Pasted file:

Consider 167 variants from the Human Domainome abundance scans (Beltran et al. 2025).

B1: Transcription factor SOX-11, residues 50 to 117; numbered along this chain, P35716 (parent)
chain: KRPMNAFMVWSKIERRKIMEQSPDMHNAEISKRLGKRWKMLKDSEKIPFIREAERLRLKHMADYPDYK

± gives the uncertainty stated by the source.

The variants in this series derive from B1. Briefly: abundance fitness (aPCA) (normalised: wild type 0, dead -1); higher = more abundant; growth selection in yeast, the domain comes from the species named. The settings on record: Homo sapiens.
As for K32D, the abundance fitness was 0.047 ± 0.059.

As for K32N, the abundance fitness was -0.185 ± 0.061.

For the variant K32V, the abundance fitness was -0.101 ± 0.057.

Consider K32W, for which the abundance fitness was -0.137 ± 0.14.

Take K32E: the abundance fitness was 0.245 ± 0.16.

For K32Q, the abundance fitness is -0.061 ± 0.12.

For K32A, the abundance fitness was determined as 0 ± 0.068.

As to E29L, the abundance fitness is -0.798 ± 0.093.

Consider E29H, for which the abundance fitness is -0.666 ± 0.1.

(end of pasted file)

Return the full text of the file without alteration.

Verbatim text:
Consider 167 variants from the Human Domainome abundance scans (Beltran et al. 2025).

B1: Transcription factor SOX-11, residues 50 to 117; numbered along this chain, P35716 (parent)
chain: KRPMNAFMVWSKIERRKIMEQSPDMHNAEISKRLGKRWKMLKDSEKIPFIREAERLRLKHMADYPDYK

± gives the uncertainty stated by the source.

The variants in this series derive from B1. Briefly: abundance fitness (aPCA) (normalised: wild type 0, dead -1); higher = more abundant; growth selection in yeast, the domain comes from the species named. The settings on record: Homo sapiens.
As for K32D, the abundance fitness was 0.047 ± 0.059.

As for K32N, the abundance fitness was -0.185 ± 0.061.

For the variant K32V, the abundance fitness was -0.101 ± 0.057.

Consider K32W, for which the abundance fitness was -0.137 ± 0.14.

Take K32E: the abundance fitness was 0.245 ± 0.16.

For K32Q, the abundance fitness is -0.061 ± 0.12.

For K32A, the abundance fitness was determined as 0 ± 0.068.

As to E29L, the abundance fitness is -0.798 ± 0.093.

Consider E29H, for which the abundance fitness is -0.666 ± 0.1.